Brainy but not too brainy: starting and stopping neuroblast divisions in Drosophila

Trends Neurosci. 2005 Jan;28(1):30-6. doi: 10.1016/j.tins.2004.10.009.


Drosophila neuroblasts are similar to mammalian neural stem cells in that they self-renew and have the potential to generate many different types of neurons and glia. They have already proved useful for uncovering asymmetric division components and now look set to provide insights into how stem cell divisions are initiated and terminated during neural development. In particular, some of the humoral factors and short-range 'niche' signals that modulate neuroblast activity during postembryonic development have been identified. In addition, recent studies have begun to reveal how the total number of cells generated by a single neuroblast is regulated by spatial and temporal cues from Hox proteins and a transcription-factor series linked to cell cycle progression.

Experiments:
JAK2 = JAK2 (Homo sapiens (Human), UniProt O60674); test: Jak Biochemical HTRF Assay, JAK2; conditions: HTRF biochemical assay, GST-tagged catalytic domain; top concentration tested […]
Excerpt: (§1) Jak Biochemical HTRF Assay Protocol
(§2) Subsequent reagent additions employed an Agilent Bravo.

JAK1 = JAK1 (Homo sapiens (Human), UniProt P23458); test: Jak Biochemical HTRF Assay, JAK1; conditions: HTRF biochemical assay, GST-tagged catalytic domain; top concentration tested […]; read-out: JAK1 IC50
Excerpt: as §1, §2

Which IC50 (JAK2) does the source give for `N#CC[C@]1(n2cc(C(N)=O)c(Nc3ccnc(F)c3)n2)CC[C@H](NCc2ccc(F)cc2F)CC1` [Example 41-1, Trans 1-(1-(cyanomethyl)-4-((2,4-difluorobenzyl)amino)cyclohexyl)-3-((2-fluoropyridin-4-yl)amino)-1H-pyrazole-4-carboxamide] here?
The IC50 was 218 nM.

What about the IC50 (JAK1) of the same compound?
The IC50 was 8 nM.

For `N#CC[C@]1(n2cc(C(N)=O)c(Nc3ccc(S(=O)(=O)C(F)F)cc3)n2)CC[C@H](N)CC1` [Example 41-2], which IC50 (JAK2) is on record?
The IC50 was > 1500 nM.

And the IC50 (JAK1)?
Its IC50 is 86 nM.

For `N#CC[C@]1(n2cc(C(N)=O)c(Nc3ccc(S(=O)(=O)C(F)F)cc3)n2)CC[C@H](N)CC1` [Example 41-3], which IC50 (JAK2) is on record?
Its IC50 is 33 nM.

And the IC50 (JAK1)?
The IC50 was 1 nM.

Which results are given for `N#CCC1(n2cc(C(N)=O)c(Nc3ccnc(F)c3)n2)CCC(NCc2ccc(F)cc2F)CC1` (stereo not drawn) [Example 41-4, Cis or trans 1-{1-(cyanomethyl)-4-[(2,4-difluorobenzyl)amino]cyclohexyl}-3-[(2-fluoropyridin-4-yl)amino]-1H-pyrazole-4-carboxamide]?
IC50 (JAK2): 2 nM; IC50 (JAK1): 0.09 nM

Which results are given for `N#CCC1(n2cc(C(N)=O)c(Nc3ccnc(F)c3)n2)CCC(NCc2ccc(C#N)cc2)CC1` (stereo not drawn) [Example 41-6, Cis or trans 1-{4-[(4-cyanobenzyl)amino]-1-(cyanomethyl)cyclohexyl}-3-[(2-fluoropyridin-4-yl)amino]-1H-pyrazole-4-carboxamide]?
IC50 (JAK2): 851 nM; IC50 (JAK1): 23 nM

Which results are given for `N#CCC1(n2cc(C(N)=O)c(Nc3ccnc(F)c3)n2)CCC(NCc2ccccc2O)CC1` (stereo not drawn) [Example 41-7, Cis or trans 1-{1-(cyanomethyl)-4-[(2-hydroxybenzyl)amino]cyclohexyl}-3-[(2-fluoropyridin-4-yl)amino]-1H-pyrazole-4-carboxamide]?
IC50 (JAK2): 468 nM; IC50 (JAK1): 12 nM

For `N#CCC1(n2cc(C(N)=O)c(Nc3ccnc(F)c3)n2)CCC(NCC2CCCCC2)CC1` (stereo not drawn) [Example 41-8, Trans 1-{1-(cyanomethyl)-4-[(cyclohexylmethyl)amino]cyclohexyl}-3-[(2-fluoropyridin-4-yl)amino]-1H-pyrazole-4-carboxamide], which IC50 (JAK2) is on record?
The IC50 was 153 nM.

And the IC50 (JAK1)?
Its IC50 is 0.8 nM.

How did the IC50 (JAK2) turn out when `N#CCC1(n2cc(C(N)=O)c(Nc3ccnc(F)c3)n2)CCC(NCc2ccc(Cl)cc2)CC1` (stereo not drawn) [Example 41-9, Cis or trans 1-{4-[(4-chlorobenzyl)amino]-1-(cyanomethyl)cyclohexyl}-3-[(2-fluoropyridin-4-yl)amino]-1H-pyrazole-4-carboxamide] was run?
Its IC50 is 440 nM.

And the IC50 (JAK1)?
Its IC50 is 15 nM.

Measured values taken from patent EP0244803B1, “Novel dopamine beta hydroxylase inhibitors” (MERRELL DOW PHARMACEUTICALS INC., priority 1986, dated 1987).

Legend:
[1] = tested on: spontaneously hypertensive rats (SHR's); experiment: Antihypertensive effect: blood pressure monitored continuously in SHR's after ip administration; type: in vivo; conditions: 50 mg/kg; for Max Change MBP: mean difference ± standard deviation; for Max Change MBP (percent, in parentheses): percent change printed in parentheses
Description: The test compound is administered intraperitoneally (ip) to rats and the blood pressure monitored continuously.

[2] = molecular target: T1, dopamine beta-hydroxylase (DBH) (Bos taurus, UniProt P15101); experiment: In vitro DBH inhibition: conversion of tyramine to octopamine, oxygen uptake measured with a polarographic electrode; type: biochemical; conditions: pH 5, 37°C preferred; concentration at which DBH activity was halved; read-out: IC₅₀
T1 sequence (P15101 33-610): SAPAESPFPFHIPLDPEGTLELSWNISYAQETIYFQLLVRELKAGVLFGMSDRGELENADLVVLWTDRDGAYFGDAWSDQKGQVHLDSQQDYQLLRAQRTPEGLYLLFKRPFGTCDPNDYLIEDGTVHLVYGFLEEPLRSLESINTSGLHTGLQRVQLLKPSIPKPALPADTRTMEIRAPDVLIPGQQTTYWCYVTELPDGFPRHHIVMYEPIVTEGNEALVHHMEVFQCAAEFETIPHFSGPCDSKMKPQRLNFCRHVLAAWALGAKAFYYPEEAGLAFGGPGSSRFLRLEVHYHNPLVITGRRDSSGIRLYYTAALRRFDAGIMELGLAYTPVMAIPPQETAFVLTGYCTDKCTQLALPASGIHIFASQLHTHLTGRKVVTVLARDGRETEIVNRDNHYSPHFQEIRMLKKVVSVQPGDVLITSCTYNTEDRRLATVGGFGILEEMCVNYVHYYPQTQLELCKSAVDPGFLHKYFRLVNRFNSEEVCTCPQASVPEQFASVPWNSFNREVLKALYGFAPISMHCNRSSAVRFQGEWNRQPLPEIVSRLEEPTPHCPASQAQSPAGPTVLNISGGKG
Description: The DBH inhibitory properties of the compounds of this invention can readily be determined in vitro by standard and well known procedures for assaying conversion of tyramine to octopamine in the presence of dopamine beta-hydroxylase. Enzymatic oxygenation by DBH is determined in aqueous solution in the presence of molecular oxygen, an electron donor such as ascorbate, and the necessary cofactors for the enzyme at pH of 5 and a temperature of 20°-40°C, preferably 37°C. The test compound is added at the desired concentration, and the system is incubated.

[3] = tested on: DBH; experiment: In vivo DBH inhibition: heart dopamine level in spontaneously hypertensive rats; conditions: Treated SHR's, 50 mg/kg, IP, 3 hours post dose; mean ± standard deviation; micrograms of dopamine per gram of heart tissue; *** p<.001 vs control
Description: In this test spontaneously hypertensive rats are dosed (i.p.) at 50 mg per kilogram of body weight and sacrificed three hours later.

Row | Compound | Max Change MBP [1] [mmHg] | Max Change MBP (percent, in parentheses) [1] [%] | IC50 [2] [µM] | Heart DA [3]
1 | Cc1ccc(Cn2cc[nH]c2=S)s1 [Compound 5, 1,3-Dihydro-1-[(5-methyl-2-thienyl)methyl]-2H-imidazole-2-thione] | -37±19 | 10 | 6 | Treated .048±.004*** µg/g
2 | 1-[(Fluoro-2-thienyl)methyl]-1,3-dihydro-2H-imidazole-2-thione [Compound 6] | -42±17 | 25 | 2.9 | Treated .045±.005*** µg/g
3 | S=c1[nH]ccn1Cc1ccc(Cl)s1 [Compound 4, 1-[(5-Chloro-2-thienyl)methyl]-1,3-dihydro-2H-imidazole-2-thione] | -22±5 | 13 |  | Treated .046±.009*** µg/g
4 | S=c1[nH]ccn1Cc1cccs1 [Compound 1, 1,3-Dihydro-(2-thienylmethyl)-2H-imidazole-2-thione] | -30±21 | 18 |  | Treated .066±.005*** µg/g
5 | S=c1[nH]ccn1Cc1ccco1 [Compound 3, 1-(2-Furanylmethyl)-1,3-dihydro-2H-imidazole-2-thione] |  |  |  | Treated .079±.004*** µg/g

Publication types

  • Research Support, Non-U.S. Gov't
  • Review

MeSH terms

  • Animals
  • Brain / cytology
  • Brain / embryology
  • Brain / growth & development
  • Cell Differentiation / physiology*
  • Cell Division / physiology*
  • Drosophila / cytology*
  • Drosophila / embryology
  • Drosophila / physiology
  • Gene Expression Regulation, Developmental
  • Nerve Tissue Proteins / metabolism
  • Neurons / cytology*
  • Stem Cells / cytology
  • Stem Cells / physiology*


  • Nerve Tissue Proteins